Sunday, August 28, 2011
Written by Chad
This isn't just a post about three dudes visiting Ghana- it's also the gruesome account of seventeen lobsters being boiled alive by their hand for a single lunchtime meal. But more on that later. First, here's what our trip looked like:
We crossed the border from Togo into Aflao then proceeded to Accra, Kokrobite Beach, Cape Coast, Kakum Rainforest, Takoradi, Akwidaa, Kumasi, and then back to Burkina.
If Ghana has taught me anything, it's that I may need English rehab in 2012 before returning to the States. We've only been speaking French for 10 months, so I don't know why the transition was so awkward for us to talk in English to African people. Straight to the final hours of our week in Ghana, we kept accidentally greeting people with a Bonsoir or exiting taxis with a Merci. We considered carrying with us a "French jar"- the same concept as a "swear jar" but you throw in a penny each time you forget to speak English. We also said translations of French phrases that don't exist in English- for instance, wishing street peddlers better sales by saying "Good market!" (Bon marche).
The pace of our principal method of travel, the almighty tro-tro, resembled that of an asthmatic marathon runner. The vehicle would stop every few miles alongside these street peddlers for no apparent reason other than to delay our ultimate arrival. Occasionally a curbside man would present the prize of his morning hunt to us- a toddler-sized guinea-pig-looking creature that I'm guessing we're supposed to cook and eat. They're called "grasscutters" and definitely worth a google.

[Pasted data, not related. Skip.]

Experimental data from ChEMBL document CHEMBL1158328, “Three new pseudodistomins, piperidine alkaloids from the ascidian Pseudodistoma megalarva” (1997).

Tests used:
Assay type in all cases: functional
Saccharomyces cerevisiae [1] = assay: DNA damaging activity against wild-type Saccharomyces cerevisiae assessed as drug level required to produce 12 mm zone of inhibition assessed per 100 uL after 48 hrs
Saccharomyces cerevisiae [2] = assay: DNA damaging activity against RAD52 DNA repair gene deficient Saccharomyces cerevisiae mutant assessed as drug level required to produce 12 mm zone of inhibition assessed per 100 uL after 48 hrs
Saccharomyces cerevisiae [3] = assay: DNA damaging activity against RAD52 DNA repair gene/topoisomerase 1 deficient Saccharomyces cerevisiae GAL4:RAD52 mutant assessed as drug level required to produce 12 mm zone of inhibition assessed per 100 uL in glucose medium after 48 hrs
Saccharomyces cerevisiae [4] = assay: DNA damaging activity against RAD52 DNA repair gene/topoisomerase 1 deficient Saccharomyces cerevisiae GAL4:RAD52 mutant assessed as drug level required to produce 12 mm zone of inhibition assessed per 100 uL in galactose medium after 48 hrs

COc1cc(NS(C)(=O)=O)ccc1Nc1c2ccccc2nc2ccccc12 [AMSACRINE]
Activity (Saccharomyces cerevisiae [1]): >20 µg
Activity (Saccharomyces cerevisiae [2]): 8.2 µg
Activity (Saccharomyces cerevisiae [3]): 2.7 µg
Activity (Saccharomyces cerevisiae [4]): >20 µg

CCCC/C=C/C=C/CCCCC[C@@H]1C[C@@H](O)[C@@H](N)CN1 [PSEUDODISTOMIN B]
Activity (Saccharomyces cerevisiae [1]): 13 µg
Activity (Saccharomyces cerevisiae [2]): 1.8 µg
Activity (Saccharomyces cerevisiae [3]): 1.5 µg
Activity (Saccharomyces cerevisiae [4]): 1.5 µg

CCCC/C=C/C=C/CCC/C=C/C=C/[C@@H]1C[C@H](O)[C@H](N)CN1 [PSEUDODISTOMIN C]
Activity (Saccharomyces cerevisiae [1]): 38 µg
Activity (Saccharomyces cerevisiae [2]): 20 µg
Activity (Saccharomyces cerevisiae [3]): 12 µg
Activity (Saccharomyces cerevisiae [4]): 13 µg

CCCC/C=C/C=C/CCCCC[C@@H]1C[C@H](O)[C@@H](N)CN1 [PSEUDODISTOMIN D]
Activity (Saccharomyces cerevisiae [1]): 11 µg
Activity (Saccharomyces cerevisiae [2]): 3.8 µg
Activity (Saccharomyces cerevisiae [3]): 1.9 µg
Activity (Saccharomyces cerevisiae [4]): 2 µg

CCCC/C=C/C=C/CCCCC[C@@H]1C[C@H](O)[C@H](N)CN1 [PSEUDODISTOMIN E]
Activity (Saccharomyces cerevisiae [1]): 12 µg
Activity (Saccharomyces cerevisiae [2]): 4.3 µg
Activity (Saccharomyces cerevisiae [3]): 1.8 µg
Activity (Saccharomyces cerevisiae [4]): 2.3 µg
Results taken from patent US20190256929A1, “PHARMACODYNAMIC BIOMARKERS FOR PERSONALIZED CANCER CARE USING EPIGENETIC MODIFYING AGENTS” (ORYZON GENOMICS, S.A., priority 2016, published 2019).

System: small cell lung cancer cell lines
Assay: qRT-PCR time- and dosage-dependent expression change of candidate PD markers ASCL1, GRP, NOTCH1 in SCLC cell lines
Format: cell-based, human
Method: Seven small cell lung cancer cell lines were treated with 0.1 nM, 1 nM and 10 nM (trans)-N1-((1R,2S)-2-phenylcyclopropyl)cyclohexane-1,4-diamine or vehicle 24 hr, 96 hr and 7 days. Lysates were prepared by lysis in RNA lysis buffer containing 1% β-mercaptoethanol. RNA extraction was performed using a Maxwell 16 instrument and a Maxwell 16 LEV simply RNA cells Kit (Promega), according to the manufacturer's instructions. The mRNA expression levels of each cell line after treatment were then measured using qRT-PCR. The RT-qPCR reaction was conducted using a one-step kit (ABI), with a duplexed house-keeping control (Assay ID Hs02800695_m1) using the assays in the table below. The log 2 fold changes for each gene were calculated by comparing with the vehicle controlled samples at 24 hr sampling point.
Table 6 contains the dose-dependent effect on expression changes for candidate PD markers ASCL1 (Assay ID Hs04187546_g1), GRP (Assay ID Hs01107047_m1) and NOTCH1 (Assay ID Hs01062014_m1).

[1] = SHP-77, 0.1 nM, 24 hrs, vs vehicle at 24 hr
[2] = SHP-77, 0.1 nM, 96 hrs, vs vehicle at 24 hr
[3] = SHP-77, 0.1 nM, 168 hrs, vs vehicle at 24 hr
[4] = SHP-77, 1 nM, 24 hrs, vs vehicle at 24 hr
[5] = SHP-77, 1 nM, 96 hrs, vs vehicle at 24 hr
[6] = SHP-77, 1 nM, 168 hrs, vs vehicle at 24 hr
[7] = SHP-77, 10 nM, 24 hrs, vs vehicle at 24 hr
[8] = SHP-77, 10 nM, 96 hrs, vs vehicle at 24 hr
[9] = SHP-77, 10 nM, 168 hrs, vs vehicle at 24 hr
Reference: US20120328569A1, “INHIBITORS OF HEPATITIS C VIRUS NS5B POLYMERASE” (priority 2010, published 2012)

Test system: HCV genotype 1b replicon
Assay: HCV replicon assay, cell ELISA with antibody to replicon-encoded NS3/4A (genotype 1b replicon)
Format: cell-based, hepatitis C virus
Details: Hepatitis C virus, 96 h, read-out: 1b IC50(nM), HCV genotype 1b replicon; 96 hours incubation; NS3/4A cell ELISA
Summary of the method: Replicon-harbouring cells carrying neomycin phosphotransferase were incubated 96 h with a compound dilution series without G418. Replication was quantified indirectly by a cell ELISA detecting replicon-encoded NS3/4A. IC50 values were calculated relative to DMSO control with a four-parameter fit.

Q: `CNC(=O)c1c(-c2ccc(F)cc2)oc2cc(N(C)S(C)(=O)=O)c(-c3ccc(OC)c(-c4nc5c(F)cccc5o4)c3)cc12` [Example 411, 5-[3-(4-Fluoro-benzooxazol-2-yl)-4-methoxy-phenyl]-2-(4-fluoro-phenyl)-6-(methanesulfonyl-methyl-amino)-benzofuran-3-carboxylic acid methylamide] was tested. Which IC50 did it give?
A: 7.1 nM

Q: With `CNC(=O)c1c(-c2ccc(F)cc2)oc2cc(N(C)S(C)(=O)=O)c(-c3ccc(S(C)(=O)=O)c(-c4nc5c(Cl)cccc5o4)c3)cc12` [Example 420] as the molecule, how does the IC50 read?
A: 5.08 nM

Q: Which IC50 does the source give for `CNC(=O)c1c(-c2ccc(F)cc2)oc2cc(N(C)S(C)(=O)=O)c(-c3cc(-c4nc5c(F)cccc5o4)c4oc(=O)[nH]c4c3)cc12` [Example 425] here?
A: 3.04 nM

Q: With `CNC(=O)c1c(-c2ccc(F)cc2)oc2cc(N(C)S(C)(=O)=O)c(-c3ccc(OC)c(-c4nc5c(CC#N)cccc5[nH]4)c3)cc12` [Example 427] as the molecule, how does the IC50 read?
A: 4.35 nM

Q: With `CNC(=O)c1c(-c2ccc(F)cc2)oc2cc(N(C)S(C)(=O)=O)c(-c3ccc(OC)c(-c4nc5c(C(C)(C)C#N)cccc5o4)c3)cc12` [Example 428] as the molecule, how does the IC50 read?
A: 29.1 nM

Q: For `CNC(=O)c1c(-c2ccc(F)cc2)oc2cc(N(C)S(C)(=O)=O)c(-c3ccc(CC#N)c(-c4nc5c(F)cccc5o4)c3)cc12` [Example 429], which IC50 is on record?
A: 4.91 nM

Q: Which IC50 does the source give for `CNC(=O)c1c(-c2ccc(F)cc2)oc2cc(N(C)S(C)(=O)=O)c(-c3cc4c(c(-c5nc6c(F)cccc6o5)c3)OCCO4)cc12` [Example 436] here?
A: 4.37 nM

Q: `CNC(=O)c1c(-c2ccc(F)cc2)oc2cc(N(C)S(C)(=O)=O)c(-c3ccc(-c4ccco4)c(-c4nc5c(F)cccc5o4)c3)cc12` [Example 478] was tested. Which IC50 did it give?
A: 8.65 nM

On other occasions, we would pull to the shoulder as merchant women would try hawking their wares from head bowls. There was one lady who grew frustrated that Luis and I weren't reacting to her local language sales pitch, so she yelled, "Lick my face!" which we later determined meant "Look at my face."
Our first destination was Accra, the capital city of Ghana. It's a vast, clean metropolis with all the modern chicness of the most happenin US cities. Words cannot express the rapturous emotional and spiritual experience of walking into a three-storey KFC on opening night. This was the universe's way of rewarding us for having suffered over 24 hours on the road. Here we belonged. And oh the anticipation as we waited in line, our hearts beating with blood soon to be filled with fast food chicken grease. As I stepped up to the cashier, she smiled as though we were old friends and in that moment an overwhelming appreciation for all of existence brought tears of joy to my eyes. Barely able to speak, I placed my order: "I'll have a chicken sandwich, please."
The cashier replied, "Here they are called 'chicken burgers,' sir."
"Oh, forgive me- one of those," I apologized as I received my tray. Ascending the stairs to eat our "burgers," we felt as though our souls were ascending as well- to a higher plane of deliciousness. As I gobbled down this palatable perfection, I wondered what could be better?